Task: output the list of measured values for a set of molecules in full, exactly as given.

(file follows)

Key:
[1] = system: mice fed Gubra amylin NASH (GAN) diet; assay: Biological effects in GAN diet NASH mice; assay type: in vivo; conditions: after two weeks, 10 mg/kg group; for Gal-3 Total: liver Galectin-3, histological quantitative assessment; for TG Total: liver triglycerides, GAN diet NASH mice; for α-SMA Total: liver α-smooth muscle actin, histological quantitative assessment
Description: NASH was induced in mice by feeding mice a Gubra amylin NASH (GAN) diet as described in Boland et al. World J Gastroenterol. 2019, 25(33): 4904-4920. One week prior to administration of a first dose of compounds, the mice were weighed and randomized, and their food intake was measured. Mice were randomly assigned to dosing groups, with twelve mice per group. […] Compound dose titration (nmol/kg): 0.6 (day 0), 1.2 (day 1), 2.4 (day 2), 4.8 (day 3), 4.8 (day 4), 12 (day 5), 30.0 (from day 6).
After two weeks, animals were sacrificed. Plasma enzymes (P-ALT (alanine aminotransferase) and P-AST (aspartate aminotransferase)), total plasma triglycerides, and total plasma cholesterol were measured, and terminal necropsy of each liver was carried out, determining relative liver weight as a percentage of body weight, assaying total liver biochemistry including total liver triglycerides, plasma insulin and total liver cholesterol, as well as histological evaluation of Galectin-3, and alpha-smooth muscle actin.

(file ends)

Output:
Key:
[1] = system: mice fed Gubra amylin NASH (GAN) diet; assay: Biological effects in GAN diet NASH mice; assay type: in vivo; conditions: after two weeks, 10 mg/kg group; for Gal-3 Total: liver Galectin-3, histological quantitative assessment; for TG Total: liver triglycerides, GAN diet NASH mice; for α-SMA Total: liver α-smooth muscle actin, histological quantitative assessment
Description: NASH was induced in mice by feeding mice a Gubra amylin NASH (GAN) diet as described in Boland et al. World J Gastroenterol. 2019, 25(33): 4904-4920. One week prior to administration of a first dose of compounds, the mice were weighed and randomized, and their food intake was measured. Mice were randomly assigned to dosing groups, with twelve mice per group. […] Compound dose titration (nmol/kg): 0.6 (day 0), 1.2 (day 1), 2.4 (day 2), 4.8 (day 3), 4.8 (day 4), 12 (day 5), 30.0 (from day 6).
After two weeks, animals were sacrificed. Plasma enzymes (P-ALT (alanine aminotransferase) and P-AST (aspartate aminotransferase)), total plasma triglycerides, and total plasma cholesterol were measured, and terminal necropsy of each liver was carried out, determining relative liver weight as a percentage of body weight, assaying total liver biochemistry including total liver triglycerides, plasma insulin and total liver cholesterol, as well as histological evaluation of Galectin-3, and alpha-smooth muscle actin.